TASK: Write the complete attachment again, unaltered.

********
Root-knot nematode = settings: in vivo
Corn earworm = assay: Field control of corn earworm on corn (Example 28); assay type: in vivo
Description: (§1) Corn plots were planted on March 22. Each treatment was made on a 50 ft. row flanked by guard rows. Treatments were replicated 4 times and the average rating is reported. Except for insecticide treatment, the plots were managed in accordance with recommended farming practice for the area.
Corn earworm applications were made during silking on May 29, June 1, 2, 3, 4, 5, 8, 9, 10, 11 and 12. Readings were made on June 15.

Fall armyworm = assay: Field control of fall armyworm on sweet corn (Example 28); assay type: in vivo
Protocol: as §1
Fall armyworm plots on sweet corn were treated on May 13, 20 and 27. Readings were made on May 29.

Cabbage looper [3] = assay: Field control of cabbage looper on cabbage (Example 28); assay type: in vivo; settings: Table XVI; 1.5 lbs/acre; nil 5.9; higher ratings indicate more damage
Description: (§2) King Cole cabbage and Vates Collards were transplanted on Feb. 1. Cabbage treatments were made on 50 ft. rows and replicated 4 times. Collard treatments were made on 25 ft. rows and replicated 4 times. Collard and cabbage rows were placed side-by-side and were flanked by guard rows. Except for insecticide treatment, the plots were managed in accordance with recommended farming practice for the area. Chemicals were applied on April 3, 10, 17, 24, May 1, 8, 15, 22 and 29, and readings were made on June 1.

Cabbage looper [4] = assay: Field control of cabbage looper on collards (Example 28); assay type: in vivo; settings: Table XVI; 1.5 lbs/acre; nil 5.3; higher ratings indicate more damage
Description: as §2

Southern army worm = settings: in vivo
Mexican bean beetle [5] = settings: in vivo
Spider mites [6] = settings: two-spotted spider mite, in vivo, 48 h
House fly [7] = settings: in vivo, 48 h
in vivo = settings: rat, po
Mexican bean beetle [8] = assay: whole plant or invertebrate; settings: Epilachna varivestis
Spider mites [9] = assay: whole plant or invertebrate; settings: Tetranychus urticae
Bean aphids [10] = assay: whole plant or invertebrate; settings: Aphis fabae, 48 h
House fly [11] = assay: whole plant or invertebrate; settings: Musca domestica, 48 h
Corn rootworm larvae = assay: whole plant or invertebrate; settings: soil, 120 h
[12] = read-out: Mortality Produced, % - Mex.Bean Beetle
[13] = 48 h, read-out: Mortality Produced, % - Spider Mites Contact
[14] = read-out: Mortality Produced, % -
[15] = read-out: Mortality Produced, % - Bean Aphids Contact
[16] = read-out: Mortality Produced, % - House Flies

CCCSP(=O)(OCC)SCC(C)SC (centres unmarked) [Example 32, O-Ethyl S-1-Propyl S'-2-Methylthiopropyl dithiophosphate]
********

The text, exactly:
Root-knot nematode = settings: in vivo
Corn earworm = assay: Field control of corn earworm on corn (Example 28); assay type: in vivo
Description: (§1) Corn plots were planted on March 22. Each treatment was made on a 50 ft. row flanked by guard rows. Treatments were replicated 4 times and the average rating is reported. Except for insecticide treatment, the plots were managed in accordance with recommended farming practice for the area.
Corn earworm applications were made during silking on May 29, June 1, 2, 3, 4, 5, 8, 9, 10, 11 and 12. Readings were made on June 15.

Fall armyworm = assay: Field control of fall armyworm on sweet corn (Example 28); assay type: in vivo
Protocol: as §1
Fall armyworm plots on sweet corn were treated on May 13, 20 and 27. Readings were made on May 29.

Cabbage looper [3] = assay: Field control of cabbage looper on cabbage (Example 28); assay type: in vivo; settings: Table XVI; 1.5 lbs/acre; nil 5.9; higher ratings indicate more damage
Description: (§2) King Cole cabbage and Vates Collards were transplanted on Feb. 1. Cabbage treatments were made on 50 ft. rows and replicated 4 times. Collard treatments were made on 25 ft. rows and replicated 4 times. Collard and cabbage rows were placed side-by-side and were flanked by guard rows. Except for insecticide treatment, the plots were managed in accordance with recommended farming practice for the area. Chemicals were applied on April 3, 10, 17, 24, May 1, 8, 15, 22 and 29, and readings were made on June 1.

Cabbage looper [4] = assay: Field control of cabbage looper on collards (Example 28); assay type: in vivo; settings: Table XVI; 1.5 lbs/acre; nil 5.3; higher ratings indicate more damage
Description: as §2

Southern army worm = settings: in vivo
Mexican bean beetle [5] = settings: in vivo
Spider mites [6] = settings: two-spotted spider mite, in vivo, 48 h
House fly [7] = settings: in vivo, 48 h
in vivo = settings: rat, po
Mexican bean beetle [8] = assay: whole plant or invertebrate; settings: Epilachna varivestis
Spider mites [9] = assay: whole plant or invertebrate; settings: Tetranychus urticae
Bean aphids [10] = assay: whole plant or invertebrate; settings: Aphis fabae, 48 h
House fly [11] = assay: whole plant or invertebrate; settings: Musca domestica, 48 h
Corn rootworm larvae = assay: whole plant or invertebrate; settings: soil, 120 h
[12] = read-out: Mortality Produced, % - Mex.Bean Beetle
[13] = 48 h, read-out: Mortality Produced, % - Spider Mites Contact
[14] = read-out: Mortality Produced, % -
[15] = read-out: Mortality Produced, % - Bean Aphids Contact
[16] = read-out: Mortality Produced, % - House Flies

CCCSP(=O)(OCC)SCC(C)SC (centres unmarked) [Example 32, O-Ethyl S-1-Propyl S'-2-Methylthiopropyl dithiophosphate]